little seasons - citrus bathing
Artist's notes on style, materials and inspiration:
An ancient almanac originating in China and linked to agriculture divides the solar year into 24 segments known as ‘sekki’ in Japanese. Each sekki is further divided into three five-day segments called ‘kō’ (climates) – resulting in a set of 72 microseasons. Each kō has an observation noted for the five days – a change in insect or plant behaviour for example. In agrarian cultures like old China and Japan, the cycles of plants, insects, animals and the weather played a central role to the agricultural year and helped to mark and observe the passage of time. Breaking a year down into microseasons enabled a much more detailed study of natural phenomena and allowed farmers to establish patterns that could be adjusted to work around small differences in any one year. The observations were altered to more accurately reflect the transitions in central Honshu, the main island of Japan when the almanac arrived there.
I first began writing about the microseasons in 2014, and in 2018 collaborated with U.S. based potter Betsy Williams on a microseasons Instagram project that linked her tiny plates to my haiku, and which afterwards became a book (available in store). In 2019-20, I followed a year of microseasons again; paying attention to the tiny changes in my locality in the East of England as well as the Japanese ones I composed haiku on a portable blue typewriter and paired each poem with a photo, sketch or collage. For 2022-23 I have been following the microseasons once again, linking the observations to my making practice through designs for wood girls and ceramics over the course of a year and seeing where it takes me. The microseason year always begins on 4th February, following the fixed 'eve of spring' or Setsubun in Japan. It roughly begins at the same time as the Chinese Lunar New Year.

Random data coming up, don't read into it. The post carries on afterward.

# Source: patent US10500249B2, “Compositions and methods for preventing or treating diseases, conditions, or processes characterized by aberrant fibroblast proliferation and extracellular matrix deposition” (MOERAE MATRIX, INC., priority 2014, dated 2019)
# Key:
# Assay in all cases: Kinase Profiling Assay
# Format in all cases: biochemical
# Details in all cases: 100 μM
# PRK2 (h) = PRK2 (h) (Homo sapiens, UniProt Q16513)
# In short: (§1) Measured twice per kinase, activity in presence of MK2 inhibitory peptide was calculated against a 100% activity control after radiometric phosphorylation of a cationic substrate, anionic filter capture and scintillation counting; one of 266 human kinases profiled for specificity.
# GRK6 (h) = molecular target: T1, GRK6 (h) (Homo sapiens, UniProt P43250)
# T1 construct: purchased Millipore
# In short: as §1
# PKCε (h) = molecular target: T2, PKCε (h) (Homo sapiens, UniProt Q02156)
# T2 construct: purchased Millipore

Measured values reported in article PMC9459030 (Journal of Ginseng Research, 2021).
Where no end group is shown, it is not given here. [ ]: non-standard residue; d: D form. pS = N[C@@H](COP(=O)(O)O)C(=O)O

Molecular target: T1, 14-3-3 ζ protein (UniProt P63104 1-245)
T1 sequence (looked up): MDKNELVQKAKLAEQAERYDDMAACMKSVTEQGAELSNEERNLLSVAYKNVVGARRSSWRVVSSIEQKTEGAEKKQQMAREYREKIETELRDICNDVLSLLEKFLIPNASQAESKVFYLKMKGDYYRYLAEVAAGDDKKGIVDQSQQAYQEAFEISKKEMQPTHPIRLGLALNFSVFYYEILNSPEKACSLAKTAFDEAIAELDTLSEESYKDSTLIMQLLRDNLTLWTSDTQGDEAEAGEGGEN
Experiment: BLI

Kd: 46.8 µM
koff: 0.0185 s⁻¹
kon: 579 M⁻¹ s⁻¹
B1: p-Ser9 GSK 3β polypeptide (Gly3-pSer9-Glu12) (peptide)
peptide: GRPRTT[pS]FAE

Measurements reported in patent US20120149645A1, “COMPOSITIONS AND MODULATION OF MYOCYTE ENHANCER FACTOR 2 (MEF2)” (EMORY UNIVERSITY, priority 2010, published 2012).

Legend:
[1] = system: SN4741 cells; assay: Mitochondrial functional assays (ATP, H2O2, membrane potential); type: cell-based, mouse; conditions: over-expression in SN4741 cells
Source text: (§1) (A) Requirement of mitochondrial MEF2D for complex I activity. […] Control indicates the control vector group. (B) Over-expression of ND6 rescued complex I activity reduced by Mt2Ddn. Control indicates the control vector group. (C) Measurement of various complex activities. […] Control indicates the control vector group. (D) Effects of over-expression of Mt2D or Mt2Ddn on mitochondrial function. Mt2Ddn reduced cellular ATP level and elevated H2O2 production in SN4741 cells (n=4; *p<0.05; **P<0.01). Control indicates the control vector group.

I'm calling the project 'little seasons' and some pieces will make it into the store over the year - this piece is for the 63rd microseason of the year, known in Japan as 'salmon swarm', as it is when salmon return to their spawning grounds. As the microseason also often has within it the winter solstice, where it is customary to take a bath with yuzu or other citrus to invite good health for the coming year, my little season note for the five days from 17th - 21st December is therefore 'looking forward to yuzu bath'.
This wood girl is just out of the bath, wearing her white fluffy towel and balancing a citrus fruit on her head - finished with a natural twig and a brass leaf.
Turned from American Tulipwood, a sustainable and interestingly grained timber, my pieces are turned on a lathe by a production wood turner in the UK to my designs, then painted by me, a British artist. She has been hand painted and finished in a semi-matt acrylic protective top coat.
This tall girl is approximately 27cm in height.
My pieces are painted in a naïve and simple style, with visible brush strokes and differing paint consistencies. It is important to note that these dolls are made from real wood which will have naturally occurring markings and grain, and sometimes there will be small amount of bleeding along the grain, or knots, which is to be expected when using untreated wood - please make sure you consult the pictures carefully before purchasing.
PLEASE NOTE: Wood girls should be kept away from water which can damage the wood and painted surface, and also away from direct heat/ sunlight which also can affect the surface colour and the timber itself.